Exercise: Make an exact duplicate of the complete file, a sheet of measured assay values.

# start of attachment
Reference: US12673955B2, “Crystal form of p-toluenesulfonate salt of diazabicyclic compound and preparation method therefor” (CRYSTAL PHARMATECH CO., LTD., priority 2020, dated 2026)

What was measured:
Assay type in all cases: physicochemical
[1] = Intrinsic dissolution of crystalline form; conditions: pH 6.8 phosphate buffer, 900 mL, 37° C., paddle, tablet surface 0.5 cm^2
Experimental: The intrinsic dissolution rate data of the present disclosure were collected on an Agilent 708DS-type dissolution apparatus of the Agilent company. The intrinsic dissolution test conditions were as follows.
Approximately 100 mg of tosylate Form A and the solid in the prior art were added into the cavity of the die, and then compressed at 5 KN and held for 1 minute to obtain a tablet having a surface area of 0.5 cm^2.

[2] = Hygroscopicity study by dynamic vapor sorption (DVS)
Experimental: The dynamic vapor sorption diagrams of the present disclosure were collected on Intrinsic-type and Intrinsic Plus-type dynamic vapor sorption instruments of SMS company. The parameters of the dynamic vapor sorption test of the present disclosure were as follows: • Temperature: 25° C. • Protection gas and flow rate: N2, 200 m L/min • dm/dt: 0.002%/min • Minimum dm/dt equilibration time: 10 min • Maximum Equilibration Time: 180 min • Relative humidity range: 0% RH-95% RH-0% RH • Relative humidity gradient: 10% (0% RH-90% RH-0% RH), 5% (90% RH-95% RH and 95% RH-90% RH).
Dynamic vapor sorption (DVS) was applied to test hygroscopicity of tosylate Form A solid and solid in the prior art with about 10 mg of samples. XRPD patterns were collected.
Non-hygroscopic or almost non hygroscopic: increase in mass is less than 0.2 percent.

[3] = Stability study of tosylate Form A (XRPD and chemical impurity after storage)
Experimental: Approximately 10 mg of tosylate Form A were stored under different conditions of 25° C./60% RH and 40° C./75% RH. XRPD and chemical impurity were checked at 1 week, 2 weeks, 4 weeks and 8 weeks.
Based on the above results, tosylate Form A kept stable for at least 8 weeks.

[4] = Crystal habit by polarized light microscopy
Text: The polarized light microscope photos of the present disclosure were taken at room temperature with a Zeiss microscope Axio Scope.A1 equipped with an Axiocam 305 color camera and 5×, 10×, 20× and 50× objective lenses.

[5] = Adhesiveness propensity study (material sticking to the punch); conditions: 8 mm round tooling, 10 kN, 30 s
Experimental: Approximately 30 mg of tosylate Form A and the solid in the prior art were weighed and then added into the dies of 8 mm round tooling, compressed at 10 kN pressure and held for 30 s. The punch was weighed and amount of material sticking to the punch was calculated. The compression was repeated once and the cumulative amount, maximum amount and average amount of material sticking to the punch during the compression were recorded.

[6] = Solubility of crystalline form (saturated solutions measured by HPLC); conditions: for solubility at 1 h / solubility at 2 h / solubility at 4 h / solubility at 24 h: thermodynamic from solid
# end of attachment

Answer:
Reference: US12673955B2, “Crystal form of p-toluenesulfonate salt of diazabicyclic compound and preparation method therefor” (CRYSTAL PHARMATECH CO., LTD., priority 2020, dated 2026)

What was measured:
Assay type in all cases: physicochemical
[1] = Intrinsic dissolution of crystalline form; conditions: pH 6.8 phosphate buffer, 900 mL, 37° C., paddle, tablet surface 0.5 cm^2
Experimental: The intrinsic dissolution rate data of the present disclosure were collected on an Agilent 708DS-type dissolution apparatus of the Agilent company. The intrinsic dissolution test conditions were as follows.
Approximately 100 mg of tosylate Form A and the solid in the prior art were added into the cavity of the die, and then compressed at 5 KN and held for 1 minute to obtain a tablet having a surface area of 0.5 cm^2.

[2] = Hygroscopicity study by dynamic vapor sorption (DVS)
Experimental: The dynamic vapor sorption diagrams of the present disclosure were collected on Intrinsic-type and Intrinsic Plus-type dynamic vapor sorption instruments of SMS company. The parameters of the dynamic vapor sorption test of the present disclosure were as follows: • Temperature: 25° C. • Protection gas and flow rate: N2, 200 m L/min • dm/dt: 0.002%/min • Minimum dm/dt equilibration time: 10 min • Maximum Equilibration Time: 180 min • Relative humidity range: 0% RH-95% RH-0% RH • Relative humidity gradient: 10% (0% RH-90% RH-0% RH), 5% (90% RH-95% RH and 95% RH-90% RH).
Dynamic vapor sorption (DVS) was applied to test hygroscopicity of tosylate Form A solid and solid in the prior art with about 10 mg of samples. XRPD patterns were collected.
Non-hygroscopic or almost non hygroscopic: increase in mass is less than 0.2 percent.

[3] = Stability study of tosylate Form A (XRPD and chemical impurity after storage)
Experimental: Approximately 10 mg of tosylate Form A were stored under different conditions of 25° C./60% RH and 40° C./75% RH. XRPD and chemical impurity were checked at 1 week, 2 weeks, 4 weeks and 8 weeks.
Based on the above results, tosylate Form A kept stable for at least 8 weeks.

[4] = Crystal habit by polarized light microscopy
Text: The polarized light microscope photos of the present disclosure were taken at room temperature with a Zeiss microscope Axio Scope.A1 equipped with an Axiocam 305 color camera and 5×, 10×, 20× and 50× objective lenses.

[5] = Adhesiveness propensity study (material sticking to the punch); conditions: 8 mm round tooling, 10 kN, 30 s
Experimental: Approximately 30 mg of tosylate Form A and the solid in the prior art were weighed and then added into the dies of 8 mm round tooling, compressed at 10 kN pressure and held for 30 s. The punch was weighed and amount of material sticking to the punch was calculated. The compression was repeated once and the cumulative amount, maximum amount and average amount of material sticking to the punch during the compression were recorded.

[6] = Solubility of crystalline form (saturated solutions measured by HPLC); conditions: for solubility at 1 h / solubility at 2 h / solubility at 4 h / solubility at 24 h: thermodynamic from solid